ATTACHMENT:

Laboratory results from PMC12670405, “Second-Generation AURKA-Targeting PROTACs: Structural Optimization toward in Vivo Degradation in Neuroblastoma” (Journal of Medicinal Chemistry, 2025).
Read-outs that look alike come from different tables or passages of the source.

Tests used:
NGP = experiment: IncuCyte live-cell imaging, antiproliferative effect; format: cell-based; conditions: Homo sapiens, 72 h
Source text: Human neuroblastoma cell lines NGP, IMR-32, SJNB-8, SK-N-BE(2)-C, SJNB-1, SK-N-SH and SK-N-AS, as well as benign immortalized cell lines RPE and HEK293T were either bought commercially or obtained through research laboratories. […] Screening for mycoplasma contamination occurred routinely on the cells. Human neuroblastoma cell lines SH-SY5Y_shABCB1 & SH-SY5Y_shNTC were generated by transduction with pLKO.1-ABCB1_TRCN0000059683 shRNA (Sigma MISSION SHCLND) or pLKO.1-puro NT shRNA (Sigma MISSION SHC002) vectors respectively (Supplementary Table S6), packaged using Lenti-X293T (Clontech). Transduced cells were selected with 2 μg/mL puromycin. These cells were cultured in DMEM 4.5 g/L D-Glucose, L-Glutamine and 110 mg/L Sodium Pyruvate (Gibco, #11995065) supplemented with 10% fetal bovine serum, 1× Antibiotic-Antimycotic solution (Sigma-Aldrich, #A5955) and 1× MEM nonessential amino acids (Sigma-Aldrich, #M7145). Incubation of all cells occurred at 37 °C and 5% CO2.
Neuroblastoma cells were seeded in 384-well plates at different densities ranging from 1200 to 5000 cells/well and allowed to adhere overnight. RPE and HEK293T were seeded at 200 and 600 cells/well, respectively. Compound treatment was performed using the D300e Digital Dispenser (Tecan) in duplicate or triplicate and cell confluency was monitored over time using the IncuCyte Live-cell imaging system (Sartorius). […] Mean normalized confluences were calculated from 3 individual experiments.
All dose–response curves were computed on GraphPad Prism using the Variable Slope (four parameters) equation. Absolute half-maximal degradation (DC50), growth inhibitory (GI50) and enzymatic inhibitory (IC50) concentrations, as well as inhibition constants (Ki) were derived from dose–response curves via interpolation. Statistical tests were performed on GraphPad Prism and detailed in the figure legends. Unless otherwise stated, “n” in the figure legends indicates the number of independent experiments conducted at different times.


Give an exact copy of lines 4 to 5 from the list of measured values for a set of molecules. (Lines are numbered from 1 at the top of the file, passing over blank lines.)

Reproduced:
NGP = experiment: IncuCyte live-cell imaging, antiproliferative effect; format: cell-based; conditions: Homo sapiens, 72 h
Source text: Human neuroblastoma cell lines NGP, IMR-32, SJNB-8, SK-N-BE(2)-C, SJNB-1, SK-N-SH and SK-N-AS, as well as benign immortalized cell lines RPE and HEK293T were either bought commercially or obtained through research laboratories. […] Screening for mycoplasma contamination occurred routinely on the cells. Human neuroblastoma cell lines SH-SY5Y_shABCB1 & SH-SY5Y_shNTC were generated by transduction with pLKO.1-ABCB1_TRCN0000059683 shRNA (Sigma MISSION SHCLND) or pLKO.1-puro NT shRNA (Sigma MISSION SHC002) vectors respectively (Supplementary Table S6), packaged using Lenti-X293T (Clontech). Transduced cells were selected with 2 μg/mL puromycin. These cells were cultured in DMEM 4.5 g/L D-Glucose, L-Glutamine and 110 mg/L Sodium Pyruvate (Gibco, #11995065) supplemented with 10% fetal bovine serum, 1× Antibiotic-Antimycotic solution (Sigma-Aldrich, #A5955) and 1× MEM nonessential amino acids (Sigma-Aldrich, #M7145). Incubation of all cells occurred at 37 °C and 5% CO2.